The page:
Research Update #3: Best Practices of Twitter

According to statistics from Digitalbuzz, there are over 288 million monthly active users on Twitter, 60% of which access the social network from mobile.

              Source: Digitalbuzz

             Source: Digitalbuzz

What differentiates Twitter from Facebook is that it is more public and conversational. People use Twitter to find and share content. Complete strangers can engage in conversations that are “just like the face-to-face encounters.”

Twitter Objectives of the three art organizations:

The Met’s Chief Digital Officer Sree Sreenivasan says that the museum “uses the real-time nature of Twitter for coverage of their live events.” Not only does the Met tweet more often than it posts on Facebook, but Sreenivasan also encourages tweeting beyond “the 9-5 EST schedule” to build international audiences.

The Warhol’s active use of Twitter has helped it reached a huge audience. The museum currently has more than 700,000 followers on Twitter, ranking the 10th among museums around the world

Tate Modern’s Twitter objectives are somewhat more complex, as it operates six separate Twitter handles (London, Liverpool, St. Ives, Tate Shop, Tate Etc and Tate Kids – according to Tate’s website). The Tate’s Twitter channels facilitate the work of the Visitor Experience team, partnerships with other cultural institution, as well as serving general followers who may want to “follow exhibiting artists, curators and specific divisions within the Tate.”

    Best practices on Twitter:

1.       Hashtags

Twitter users may participate in discussions by using #hashtags. It is possible that those who follow hash-tagged topics are not the organization’s followers yet, meaning that hashtags allow organizations to participate in conversations and reach a wider audience.

According to the Warhol’s manager of digital engagement, Joshua Jeffery, hashtags can also create new conversations and provide a specific way for audiences to engage with the museum.

 Tweet by @TheWarholMuseum

Tweet by @TheWarholMuseum

#WarholQuote is used to tweet out memorable quotes from Warhol, while is #SoundSeries promotes the monthly sound series events. Both have proved successful ways to engage audiences.

Earlier this month, when the Met was live tweeting its event “Dressed to Kill: Arms and Armor from Medieval Knights to Games of Thrones”, it included various hashtags in the tweets, actively reaching out to new audience by joining into other existing conversations. 

 Tweet by @metmuseum

Tweet by @metmuseum

2.      Engagement

Retweeting is a key way to engage with the Twitter community. As Moz.com puts it, retweeting boosts community members’ content and makes them feel good.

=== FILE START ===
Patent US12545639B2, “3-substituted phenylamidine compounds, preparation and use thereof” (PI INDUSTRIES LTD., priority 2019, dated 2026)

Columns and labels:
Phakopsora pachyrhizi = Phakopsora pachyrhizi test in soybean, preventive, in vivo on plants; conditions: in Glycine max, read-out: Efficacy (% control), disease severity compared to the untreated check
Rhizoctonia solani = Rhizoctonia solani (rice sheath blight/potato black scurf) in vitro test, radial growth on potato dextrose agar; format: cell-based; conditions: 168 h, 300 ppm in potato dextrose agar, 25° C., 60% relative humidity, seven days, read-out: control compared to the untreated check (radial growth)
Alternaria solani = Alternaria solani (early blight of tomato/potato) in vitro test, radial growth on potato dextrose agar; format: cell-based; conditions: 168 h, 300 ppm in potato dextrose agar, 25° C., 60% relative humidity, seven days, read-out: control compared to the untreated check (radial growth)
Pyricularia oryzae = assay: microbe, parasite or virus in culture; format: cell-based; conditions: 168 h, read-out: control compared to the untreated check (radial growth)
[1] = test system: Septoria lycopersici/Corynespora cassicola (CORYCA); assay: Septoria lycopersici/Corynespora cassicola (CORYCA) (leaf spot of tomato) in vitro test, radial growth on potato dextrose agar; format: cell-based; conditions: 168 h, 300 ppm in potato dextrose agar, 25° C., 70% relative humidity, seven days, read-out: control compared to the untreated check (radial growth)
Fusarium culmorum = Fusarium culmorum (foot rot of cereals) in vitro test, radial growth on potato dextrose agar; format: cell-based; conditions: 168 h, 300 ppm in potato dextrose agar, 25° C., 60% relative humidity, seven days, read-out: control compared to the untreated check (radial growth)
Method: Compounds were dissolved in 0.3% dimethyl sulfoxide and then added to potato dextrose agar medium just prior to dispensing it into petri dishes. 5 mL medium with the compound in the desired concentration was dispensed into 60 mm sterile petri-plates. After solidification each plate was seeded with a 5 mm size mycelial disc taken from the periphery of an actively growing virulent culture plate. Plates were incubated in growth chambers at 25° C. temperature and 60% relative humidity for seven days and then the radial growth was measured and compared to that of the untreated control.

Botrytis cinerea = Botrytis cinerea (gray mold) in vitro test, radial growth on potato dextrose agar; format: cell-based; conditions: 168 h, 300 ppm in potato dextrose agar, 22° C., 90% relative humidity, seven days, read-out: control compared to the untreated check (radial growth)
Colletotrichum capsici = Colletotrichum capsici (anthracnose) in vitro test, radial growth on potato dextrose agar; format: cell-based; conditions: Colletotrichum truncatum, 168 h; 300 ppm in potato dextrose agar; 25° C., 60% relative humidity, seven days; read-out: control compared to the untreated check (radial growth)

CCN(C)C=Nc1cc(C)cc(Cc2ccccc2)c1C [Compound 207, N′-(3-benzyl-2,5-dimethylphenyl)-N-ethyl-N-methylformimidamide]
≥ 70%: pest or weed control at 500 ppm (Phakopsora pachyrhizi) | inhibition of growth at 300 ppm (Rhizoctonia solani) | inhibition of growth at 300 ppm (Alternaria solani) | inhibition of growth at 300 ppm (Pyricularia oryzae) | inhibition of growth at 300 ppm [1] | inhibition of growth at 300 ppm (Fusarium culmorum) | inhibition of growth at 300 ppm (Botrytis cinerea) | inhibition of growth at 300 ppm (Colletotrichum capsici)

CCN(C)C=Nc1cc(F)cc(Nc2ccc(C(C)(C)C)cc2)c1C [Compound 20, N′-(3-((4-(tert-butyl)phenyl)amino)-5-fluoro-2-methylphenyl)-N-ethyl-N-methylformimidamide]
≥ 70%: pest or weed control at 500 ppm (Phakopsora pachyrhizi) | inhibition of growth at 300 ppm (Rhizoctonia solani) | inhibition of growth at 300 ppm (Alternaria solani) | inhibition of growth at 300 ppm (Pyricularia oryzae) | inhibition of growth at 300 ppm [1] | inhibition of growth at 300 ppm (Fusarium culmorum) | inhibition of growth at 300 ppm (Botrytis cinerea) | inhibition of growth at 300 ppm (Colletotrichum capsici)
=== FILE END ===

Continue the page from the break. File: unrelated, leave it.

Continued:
Another way to expand your influence is to reply to tweets or tag other Twitter handles by adding @username to tweets. Mentioning others also “encourages the people mentioned to share what you’ve posted or further engage with your community.” All three organizations actively retweet and mention specific users in their posts. One interesting trick used by the Tate is to put a period in from of tweets starting with an @username, allowing more users to see these posts. Without the period, these tweets would only be visible only to users who follow both the museum and the follower’s account.

 Tweets by @Tate

Tweets by @Tate

3.      Shortening Links

Twitter is characterized by its unique limitation on word count. To include external links in tweets would take up extra characters. Although Twitter now auto-shortens links, other tools can be used to achieve the same effect. For example, the Warhol uses Bit.ly; the Tate uses Ow.ly. The Met takes a step further using its own distinct shortened link, met.org. Such detail makes the tweet look more professional and reiterates the brand image.

 Tweet by @metmuseum

Tweet by @metmuseum

While the above best practices can help build an organization’s Twitter page, it is important not to abuse them. For example, too many hashtags may seem annoying; only add hashtags when the tweet meaningfully contributes to the conversation. Also, while addressing others adds a sense of politeness and interaction, too much of it may put people off.

As for frequency of tweets, there is no fixed standard. According to Twitter Counter, for the past month, the average tweets per day of the three arts organizations was 12 (the Met), 2 (the Warhol) and 13 (the Tate). It's more important that the content is consistent with the organization’s mission and matches the interests of potential audience.

Here are more free Twitter analytic tools. Feel free to share your feedback on these tools with us in the comments. Do you find them helpful? How do you measure the impact of your social media?